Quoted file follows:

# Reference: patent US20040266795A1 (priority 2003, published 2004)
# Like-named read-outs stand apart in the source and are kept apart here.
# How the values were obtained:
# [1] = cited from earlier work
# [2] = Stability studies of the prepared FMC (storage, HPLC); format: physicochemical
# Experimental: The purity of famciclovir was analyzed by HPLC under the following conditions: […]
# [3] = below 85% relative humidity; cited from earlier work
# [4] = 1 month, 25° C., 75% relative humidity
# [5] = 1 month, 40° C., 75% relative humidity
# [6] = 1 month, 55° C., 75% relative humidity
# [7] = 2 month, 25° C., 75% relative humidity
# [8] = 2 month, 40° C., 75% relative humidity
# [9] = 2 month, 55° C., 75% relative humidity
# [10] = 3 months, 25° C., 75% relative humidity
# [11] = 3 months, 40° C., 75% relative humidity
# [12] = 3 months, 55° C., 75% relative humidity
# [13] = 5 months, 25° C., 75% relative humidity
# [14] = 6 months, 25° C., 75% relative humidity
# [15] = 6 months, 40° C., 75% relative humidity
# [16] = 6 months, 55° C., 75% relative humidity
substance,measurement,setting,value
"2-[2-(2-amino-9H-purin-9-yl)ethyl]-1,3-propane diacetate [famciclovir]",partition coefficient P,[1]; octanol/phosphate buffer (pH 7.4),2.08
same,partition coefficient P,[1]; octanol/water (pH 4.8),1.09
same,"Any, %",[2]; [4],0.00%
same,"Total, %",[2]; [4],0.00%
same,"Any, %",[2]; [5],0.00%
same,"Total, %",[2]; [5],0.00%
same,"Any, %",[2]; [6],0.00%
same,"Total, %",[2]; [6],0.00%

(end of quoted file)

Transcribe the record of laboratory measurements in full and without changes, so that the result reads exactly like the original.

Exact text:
# Reference: patent US20040266795A1 (priority 2003, published 2004)
# Like-named read-outs stand apart in the source and are kept apart here.
# How the values were obtained:
# [1] = cited from earlier work
# [2] = Stability studies of the prepared FMC (storage, HPLC); format: physicochemical
# Experimental: The purity of famciclovir was analyzed by HPLC under the following conditions: […]
# [3] = below 85% relative humidity; cited from earlier work
# [4] = 1 month, 25° C., 75% relative humidity
# [5] = 1 month, 40° C., 75% relative humidity
# [6] = 1 month, 55° C., 75% relative humidity
# [7] = 2 month, 25° C., 75% relative humidity
# [8] = 2 month, 40° C., 75% relative humidity
# [9] = 2 month, 55° C., 75% relative humidity
# [10] = 3 months, 25° C., 75% relative humidity
# [11] = 3 months, 40° C., 75% relative humidity
# [12] = 3 months, 55° C., 75% relative humidity
# [13] = 5 months, 25° C., 75% relative humidity
# [14] = 6 months, 25° C., 75% relative humidity
# [15] = 6 months, 40° C., 75% relative humidity
# [16] = 6 months, 55° C., 75% relative humidity
substance,measurement,setting,value
"2-[2-(2-amino-9H-purin-9-yl)ethyl]-1,3-propane diacetate [famciclovir]",partition coefficient P,[1]; octanol/phosphate buffer (pH 7.4),2.08
same,partition coefficient P,[1]; octanol/water (pH 4.8),1.09
same,"Any, %",[2]; [4],0.00%
same,"Total, %",[2]; [4],0.00%
same,"Any, %",[2]; [5],0.00%
same,"Total, %",[2]; [5],0.00%
same,"Any, %",[2]; [6],0.00%
same,"Total, %",[2]; [6],0.00%